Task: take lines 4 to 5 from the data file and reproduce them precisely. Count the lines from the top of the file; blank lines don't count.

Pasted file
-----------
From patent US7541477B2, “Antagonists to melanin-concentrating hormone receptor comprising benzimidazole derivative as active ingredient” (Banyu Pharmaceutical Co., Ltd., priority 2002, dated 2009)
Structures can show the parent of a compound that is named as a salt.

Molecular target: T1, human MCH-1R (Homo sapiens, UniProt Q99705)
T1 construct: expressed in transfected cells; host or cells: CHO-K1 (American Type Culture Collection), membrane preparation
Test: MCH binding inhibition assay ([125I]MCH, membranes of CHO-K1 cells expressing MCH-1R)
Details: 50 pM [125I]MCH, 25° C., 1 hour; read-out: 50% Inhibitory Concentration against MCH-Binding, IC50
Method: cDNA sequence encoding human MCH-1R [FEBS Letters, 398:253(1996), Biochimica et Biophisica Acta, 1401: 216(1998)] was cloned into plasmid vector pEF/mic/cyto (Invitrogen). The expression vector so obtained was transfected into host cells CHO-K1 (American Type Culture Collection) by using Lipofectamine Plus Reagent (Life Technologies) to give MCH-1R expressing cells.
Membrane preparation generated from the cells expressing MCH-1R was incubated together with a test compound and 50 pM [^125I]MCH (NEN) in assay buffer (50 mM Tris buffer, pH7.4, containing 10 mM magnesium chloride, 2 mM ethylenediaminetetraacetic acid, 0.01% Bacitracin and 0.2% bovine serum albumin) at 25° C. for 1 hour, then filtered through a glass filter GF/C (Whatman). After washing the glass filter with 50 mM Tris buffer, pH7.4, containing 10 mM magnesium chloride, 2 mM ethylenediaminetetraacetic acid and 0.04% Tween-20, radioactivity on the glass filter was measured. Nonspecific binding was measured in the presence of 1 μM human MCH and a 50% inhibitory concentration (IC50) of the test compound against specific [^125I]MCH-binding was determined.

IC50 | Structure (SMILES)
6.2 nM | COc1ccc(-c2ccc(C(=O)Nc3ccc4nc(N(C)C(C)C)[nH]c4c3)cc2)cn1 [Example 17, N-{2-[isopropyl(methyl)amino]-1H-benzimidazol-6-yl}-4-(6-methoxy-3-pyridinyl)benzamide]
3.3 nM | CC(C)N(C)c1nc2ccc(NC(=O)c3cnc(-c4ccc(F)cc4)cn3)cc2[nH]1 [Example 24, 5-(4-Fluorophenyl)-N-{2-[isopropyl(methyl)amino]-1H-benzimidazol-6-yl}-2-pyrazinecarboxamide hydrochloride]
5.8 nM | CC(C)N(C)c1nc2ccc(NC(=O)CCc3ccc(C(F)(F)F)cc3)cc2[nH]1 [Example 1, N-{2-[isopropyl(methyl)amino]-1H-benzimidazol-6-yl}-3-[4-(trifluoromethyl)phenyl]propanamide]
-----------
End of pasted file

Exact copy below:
T1 construct: expressed in transfected cells; host or cells: CHO-K1 (American Type Culture Collection), membrane preparation
Test: MCH binding inhibition assay ([125I]MCH, membranes of CHO-K1 cells expressing MCH-1R)